Website accessibility helps able-bodied

Innovations in website creation to improve accessibility for people with disabilities carry a lot of value for other groups, from users on mobile phones, through those on limited bandwidth, to surfers doing comparative shopping.

Innovations in website creation to improve accessibility for people with disabilities carry a lot of value for other groups, from users on mobile phones, through those on limited bandwidth, to surfers doing comparative shopping.

So says Charles McCathie-Nevile, accessibility specialist at the World Wide Web consortium (W3C), the international body that defines core web standards.

One of the simplest principles of accessibility is to have a text field attached to each graphic explaining what it is and what it does. This can be seen briefly on many existing sites before the graphic loads, or as a pop-up label on mousing over the graphic. The text can be read by a voice synthesiser, or reproduced on a Braille device for blind users. It also facilitates understanding by those with reduced cognitive ability.

If the site incorporates explicit information about its structure — how the various items of information on each page are related to one other — it will aid a blind person, or someone using a reduced keyboard to cope with limited mobility, to gain a full appreciation of the site, McCathie-Nevile says.

Text and structure, however, also play to the limited keyboard and display of mobile phones and PDAs. A text-backed site accessed through a non-graphical browser (or a conventional browser with graphics turned off) will considerably speed access for remote users on limited bandwidth links — a group forcefully advocating its case right now — he says.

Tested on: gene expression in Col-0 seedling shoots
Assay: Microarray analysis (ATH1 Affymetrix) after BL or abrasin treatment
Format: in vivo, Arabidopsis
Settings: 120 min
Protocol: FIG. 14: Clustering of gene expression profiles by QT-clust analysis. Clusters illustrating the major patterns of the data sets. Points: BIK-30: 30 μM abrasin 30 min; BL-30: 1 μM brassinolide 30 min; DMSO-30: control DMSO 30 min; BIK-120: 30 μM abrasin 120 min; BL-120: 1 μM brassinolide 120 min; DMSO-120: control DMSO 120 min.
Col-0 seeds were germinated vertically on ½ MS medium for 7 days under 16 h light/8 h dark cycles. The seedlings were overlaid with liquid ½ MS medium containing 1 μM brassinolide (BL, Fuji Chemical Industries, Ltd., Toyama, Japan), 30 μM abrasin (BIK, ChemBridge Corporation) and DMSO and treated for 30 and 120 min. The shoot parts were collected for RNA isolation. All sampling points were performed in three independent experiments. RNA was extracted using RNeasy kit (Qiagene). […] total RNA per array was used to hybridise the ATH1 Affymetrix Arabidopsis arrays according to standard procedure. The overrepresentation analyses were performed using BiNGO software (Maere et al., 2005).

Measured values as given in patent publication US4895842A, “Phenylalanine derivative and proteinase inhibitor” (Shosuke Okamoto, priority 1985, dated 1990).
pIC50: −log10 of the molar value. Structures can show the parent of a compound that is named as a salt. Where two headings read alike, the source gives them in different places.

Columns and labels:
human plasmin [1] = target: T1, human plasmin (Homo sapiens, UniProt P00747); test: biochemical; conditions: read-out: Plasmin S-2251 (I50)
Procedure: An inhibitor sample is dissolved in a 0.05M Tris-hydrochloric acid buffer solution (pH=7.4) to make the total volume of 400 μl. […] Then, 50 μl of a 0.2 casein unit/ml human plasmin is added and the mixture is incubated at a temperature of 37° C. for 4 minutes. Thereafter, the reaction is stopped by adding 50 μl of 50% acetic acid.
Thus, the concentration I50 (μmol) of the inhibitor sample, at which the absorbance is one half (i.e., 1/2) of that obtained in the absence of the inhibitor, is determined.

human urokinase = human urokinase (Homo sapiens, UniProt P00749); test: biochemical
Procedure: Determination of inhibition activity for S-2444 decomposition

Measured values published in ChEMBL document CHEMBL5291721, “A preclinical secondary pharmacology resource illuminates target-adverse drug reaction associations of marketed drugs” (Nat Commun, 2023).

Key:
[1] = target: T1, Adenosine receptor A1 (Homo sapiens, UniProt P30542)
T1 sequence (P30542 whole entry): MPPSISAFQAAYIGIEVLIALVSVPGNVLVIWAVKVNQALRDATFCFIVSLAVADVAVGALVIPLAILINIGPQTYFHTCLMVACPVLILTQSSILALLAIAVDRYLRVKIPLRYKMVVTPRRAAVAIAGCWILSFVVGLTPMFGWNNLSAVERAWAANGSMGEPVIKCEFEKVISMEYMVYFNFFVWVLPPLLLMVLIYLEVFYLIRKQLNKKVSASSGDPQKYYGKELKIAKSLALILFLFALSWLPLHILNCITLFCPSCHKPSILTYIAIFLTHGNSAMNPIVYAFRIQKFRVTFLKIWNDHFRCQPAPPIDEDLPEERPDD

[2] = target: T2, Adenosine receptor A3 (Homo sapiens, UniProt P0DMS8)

XML-derived languages can be used to add explicit meaning to the bare words and graphics on the web page — to enable the user’s computer or other access device to recognise that this field represents the price of the pair of shoes identified in the adjacent field. That will facilitate automated comparison shopping, McCathie-Nevile says, because the machine can recognise and process the price and compare it with prices for similar items on other sites. The overarching XML framework will ensure that the identifier “this is the price field” in different (including non-English) XML-derived languages is identifiable as meaning the same thing.

The fuller information available to the blind user’s reading device or the comparison-shopping agent will also help internet integration of future appliances, such as the legendary net-capable fridge or washing-machine.

So how many website designers are seriously adopting these guidelines? “With the simple straightforward stuff, like text fields attached to graphics, there is starting to be a high proportion of sites that observe the guidelines,” he says. “But I haven’t yet come across any website that is fully compliant, even with phase 1 [of three phases in the W3C rules.]”

W3C’s prime accessibility target is the software industry creating web authoring tools, and here there has been notable success. Popular authoring suites like Macromedia’s Dreamweaver and Microsoft’s Front Page now have facilities to incorporate accessibility and routines to check a site’s compliance.

New laws in the US and the successful application of existing anti-discrimination law to inaccessible websites in Australia and Europe will act as a “stick” to encourage compliance, McCathie-Nevile says. But significant “carrots” also exist, such as access to a larger market — “10 to 20% of most populations have a disability; that’s a market of several hundreds of billions of dollars that can’t access the web yet, or couldn’t until recently.”

McCathie-Nevile was in New Zealand for one day last week to talk with local accessible website design company AccEase and attend a seminar.

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